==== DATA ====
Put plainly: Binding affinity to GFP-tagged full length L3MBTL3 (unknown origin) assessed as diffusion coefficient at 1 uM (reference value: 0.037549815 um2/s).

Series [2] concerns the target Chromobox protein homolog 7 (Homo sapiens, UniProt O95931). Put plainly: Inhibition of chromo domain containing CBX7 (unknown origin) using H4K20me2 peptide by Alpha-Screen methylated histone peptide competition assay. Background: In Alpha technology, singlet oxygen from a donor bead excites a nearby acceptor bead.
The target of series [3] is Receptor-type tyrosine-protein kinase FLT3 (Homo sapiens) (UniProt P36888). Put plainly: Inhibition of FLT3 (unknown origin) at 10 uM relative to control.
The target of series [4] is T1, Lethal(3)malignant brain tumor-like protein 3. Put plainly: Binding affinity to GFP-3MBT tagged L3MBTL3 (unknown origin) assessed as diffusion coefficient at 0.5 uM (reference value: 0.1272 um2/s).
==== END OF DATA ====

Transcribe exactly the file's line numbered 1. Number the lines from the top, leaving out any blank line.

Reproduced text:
Put plainly: Binding affinity to GFP-tagged full length L3MBTL3 (unknown origin) assessed as diffusion coefficient at 1 uM (reference value: 0.037549815 um2/s).